Fraud Can Spoil Your Green Investment Strategy
In part two of this three-part series, writer Cesar Zambrano addresses the dangers of investment fraud. Please note that these articles do not constitute specific investment advice and are merely the opinion of the author. If you have investment questions, please speak with a licensed investment counselor. — Julia Wasson, Publisher
After reading Part 1 of this series and doing your homework on the Green industry, you are almost ready to develop your investment strategy and begin execution. Unfortunately, we must make a sidestep and discuss the potential of investment fraud and what you can do to prevent it from ruining your day. A sad fact of the business world is that wherever there is an opportunity for profit, the criminal element has developed well designed scams to fleece unsuspecting “marks” of their investment capital.
According to the FBI, securities and commodities fraud accounts for over $40 billion a year in losses. Several other investment vehicles made popular by the Internet have drawn more than their fair share of scam purveyors, and lessons can be learned from their recent experiences. For example, currency trading was an easy target since you never could see your business partners “face-to-face.” Unscrupulous brokers promised enormous profits. Reviewing forex [foreign currency exchange] brokers became a must, a lesson now taught in most every currency trading course.
The criminal element is well organized, experienced, and adept at separating you from your hard-earned cash. If currency trading is no longer as easy, swindlers will always move to the newest and most popular “greener pasture.” Green investments may be the next growth area for crooks.
A favorite scheme is the “pump-and-dump.” A criminal contacts hundreds of people with insider news of a dramatic run-up in revenue for a thinly traded stock. Enough people bite and buy on the unsolicited tip to cause the stock value to increase, thus creating the liquidity for the crook to sell and make his gain. The stock promptly plummets, leaving its new holders wondering what happened.
Be wary when you are approached out of the blue unsolicited. Enticing offers may be made over the phone, via direct mail or appear in print ads in local newspapers or magazines. Crooks also recognize the potential of cyberspace. The same scams that have been conducted by mail or phone can now be found on the Internet or in emails.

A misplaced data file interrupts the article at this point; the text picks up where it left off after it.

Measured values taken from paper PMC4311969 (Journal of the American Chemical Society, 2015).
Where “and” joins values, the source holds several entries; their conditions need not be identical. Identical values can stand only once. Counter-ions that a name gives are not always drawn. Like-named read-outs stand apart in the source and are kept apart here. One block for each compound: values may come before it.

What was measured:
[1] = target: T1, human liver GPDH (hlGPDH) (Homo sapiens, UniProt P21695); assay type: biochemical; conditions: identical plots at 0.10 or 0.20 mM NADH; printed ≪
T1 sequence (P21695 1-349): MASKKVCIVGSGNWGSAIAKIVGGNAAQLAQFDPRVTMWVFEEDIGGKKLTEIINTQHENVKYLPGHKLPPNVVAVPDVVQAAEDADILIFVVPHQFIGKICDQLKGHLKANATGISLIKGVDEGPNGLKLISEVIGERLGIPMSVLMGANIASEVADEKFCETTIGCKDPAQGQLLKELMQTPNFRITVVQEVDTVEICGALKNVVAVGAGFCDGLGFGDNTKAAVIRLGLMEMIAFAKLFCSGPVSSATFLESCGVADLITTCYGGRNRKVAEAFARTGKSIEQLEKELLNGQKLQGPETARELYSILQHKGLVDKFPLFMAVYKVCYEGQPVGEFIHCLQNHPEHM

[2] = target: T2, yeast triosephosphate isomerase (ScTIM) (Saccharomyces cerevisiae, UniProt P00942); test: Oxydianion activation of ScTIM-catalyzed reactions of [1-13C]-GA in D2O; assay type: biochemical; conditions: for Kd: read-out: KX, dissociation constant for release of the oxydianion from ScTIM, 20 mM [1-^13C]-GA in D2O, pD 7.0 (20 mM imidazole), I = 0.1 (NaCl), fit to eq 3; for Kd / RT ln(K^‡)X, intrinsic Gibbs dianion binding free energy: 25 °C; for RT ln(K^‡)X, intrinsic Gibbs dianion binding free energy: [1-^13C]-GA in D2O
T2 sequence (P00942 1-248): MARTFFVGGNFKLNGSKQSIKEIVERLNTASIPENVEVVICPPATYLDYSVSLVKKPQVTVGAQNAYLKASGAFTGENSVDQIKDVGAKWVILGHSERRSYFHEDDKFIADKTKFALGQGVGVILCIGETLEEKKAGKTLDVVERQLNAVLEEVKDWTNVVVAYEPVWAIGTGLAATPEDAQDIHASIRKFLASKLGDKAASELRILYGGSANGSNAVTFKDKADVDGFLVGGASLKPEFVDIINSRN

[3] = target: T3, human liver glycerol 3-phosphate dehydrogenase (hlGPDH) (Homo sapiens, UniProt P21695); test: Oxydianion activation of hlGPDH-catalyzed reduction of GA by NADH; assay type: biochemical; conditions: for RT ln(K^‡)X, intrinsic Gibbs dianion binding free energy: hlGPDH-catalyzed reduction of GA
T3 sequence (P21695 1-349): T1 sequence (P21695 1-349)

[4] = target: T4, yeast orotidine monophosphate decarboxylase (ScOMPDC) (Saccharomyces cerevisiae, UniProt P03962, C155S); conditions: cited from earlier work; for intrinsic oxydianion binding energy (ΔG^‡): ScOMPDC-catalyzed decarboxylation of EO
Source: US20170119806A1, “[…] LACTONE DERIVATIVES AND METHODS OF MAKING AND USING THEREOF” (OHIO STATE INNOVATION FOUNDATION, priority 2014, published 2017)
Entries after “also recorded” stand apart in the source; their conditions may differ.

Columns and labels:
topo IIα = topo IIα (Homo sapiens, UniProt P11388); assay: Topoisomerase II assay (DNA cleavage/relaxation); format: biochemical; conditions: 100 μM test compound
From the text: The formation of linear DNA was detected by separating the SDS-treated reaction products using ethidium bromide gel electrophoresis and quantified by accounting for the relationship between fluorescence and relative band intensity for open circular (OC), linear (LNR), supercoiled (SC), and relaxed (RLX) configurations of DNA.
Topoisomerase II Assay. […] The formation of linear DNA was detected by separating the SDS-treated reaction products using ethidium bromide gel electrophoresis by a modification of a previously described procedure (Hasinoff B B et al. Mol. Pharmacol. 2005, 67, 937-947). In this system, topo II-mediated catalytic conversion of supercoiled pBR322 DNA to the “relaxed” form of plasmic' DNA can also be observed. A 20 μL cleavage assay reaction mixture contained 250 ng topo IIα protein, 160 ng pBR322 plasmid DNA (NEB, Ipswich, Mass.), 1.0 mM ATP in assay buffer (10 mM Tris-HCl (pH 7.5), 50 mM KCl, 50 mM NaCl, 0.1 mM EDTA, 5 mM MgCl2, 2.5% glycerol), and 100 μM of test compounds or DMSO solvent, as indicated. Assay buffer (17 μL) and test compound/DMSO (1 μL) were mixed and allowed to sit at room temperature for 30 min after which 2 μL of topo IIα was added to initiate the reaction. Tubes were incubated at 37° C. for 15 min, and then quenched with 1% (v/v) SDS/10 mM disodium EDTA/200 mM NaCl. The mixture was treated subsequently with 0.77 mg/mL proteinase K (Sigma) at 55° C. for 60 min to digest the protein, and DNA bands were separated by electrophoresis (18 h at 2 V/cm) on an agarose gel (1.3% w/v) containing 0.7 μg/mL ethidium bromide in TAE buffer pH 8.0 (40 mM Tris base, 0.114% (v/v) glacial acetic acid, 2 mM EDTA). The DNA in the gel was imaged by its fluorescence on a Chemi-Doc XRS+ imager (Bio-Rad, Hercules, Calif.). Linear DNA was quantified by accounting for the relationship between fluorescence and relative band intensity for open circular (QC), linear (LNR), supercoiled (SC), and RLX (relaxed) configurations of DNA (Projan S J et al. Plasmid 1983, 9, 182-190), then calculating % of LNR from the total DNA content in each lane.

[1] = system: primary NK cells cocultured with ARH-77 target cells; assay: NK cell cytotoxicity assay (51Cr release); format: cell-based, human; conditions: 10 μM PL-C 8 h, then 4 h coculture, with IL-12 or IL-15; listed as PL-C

Watch out for promises of huge profits at little or no risk. This is the oldest come-on there is, but it is effective, since it appeals to the greed in us all. The crafty crook will mention profits that are generally large enough to make you interested and eager to invest, but not so large as to make you overly skeptical. As you have been told since you were a child, if it sounds too good to be true, it most likely is, so turn and walk away.
Urgency is another giveaway. If it has to be bought now before others find out, stop, and sleep on it. The swindler does not want you to think about it or check it out. He wants your money now.
Lastly, the con artist will resist any attempt on your part to ask questions or bring in third parties, like your attorney, to review the investment. He may even resist putting anything in writing, which should be your cue to ask him to leave.
Investment fraud generally happens to people who think it could never happen to them. Interestingly enough, Department of Justice studies show that people with some college or a college degree are the most susceptible to con artist scams. However, Green investment scams need not ruin your day. There are legitimate investment options that your broker can tell you about. We’ll discuss one popular option in Part 3. Stay tuned.
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Cesar Zambrano is a writer at ForexFraud.com.
Part 2: Fraud Can Spoil Your Green Investment Strategy (Top of Page)